Workplace culture. We hear this phrase bantered about in the business world, but very few of us understand the implications of what it means and how to capitalize on it.
Doug Coull, CEO of APS, Inc., makers of SmartSearch applicant tracking systems, has his finger on the pulse of what constitutes a productive and meaningful workplace culture where employees and the company both benefit.
I asked him to share his experience building a culture that prioritizes flexibility.
What are the most significant benefits of having a workplace culture where employees are provided flexibility to live a balanced life?
If people are going to be productive they need to have some outlets in their life besides work. We try to give people the opportunity to pursue outside interests, to accommodate people’s schedules, especially those employees with children. Sometimes people need to step away from their work and get out of the office; they need breaks and to go on vacation.
Further, we believe in aligning the company’s goals with the goals of the employees. They make up our culture, so they’re instrumental in shaping its form and substance. We try to make it a fun, relaxed place to work and allow our employees to do their jobs without being watched and questioned about everything they do. We give people reasons to remain employed and engaged, because the longer someone works for our organization, the stronger they become and the better contributor they become. We try to structure our workplace in such a way that it facilitates an inviting, collaborative and supportive environment. So, I can honestly say, this approach has garnered us positive results; we have employees, and customers too for that matter, who have been with us for many, many years.
Tell us about having a pet-friendly culture and the benefits this brings to employees.
The APS office dog, Lucky
I’m an advocate for animals and believe pets enrich people’s lives. There is a ton of research that supports why having pets benefit us in myriad ways. They help us to live longer, to be happier, and enjoy better health.
We encourage our employees to bring their dogs to work. I regularly bring one of mine, Lucky, and everyone seems to enjoy having her around, and my being the CEO has nothing to do with that. <laughing> She’s become a mascot for our organization and has been bestowed the title of Chief Security Officer. She takes her job very seriously — just ask the UPS delivery person. <laughing> But seriously, having pets is one of the joys in life, and we certainly want our employees to be happy at work and outside of work so if this means that having the love of a pet helps them, we are all for it.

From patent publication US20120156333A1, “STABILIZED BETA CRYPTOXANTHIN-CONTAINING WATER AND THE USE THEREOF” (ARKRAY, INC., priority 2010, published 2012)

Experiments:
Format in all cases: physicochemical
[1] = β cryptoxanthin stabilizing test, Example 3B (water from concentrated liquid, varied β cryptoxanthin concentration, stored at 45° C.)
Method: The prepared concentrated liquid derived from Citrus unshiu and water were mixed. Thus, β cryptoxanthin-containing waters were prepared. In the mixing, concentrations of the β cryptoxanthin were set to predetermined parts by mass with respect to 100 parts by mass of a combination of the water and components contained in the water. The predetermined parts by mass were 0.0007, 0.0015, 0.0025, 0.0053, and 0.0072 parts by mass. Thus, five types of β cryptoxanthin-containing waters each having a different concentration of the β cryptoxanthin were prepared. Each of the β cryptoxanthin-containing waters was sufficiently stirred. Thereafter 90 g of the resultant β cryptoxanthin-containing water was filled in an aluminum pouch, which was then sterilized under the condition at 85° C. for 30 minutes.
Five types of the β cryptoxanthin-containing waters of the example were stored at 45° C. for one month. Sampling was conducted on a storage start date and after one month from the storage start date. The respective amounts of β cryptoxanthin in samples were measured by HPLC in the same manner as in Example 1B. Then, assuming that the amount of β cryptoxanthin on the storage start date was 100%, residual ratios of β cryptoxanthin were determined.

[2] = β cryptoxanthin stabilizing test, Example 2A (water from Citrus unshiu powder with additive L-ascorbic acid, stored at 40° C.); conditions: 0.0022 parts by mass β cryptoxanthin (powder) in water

Does having a relaxed culture make people more productive and if so, why?
I’m convinced it does. People aren’t productive when constricted, micro-managed, or made to feel like they can’t deviate from rigid corporate policies and procedures. We are proponents of independent thinking.
In keeping with a relaxed environment, we don’t impose a formal dress policy or make people clock their time. We hire the best people to do the job and trust they will do it to the best of their ability. Further, when people are provided opportunities to show their personality, it makes them more human and works better towards creating partnerships and collaborative situations which is very important to us, especially when it relates to interacting with clients.
We, also, understand that everyone has a unique internal chronometer, which means some people are going to be more productive in the morning and others in the afternoon, so we provide beverages and food to sustain them and make them more comfortable.
APS, Inc. is recognized as an employer of choice for supporting people transitioning out of the military, as well as for serving in the military reserves. What does it mean to you to have your company recognized for its support and flexibility?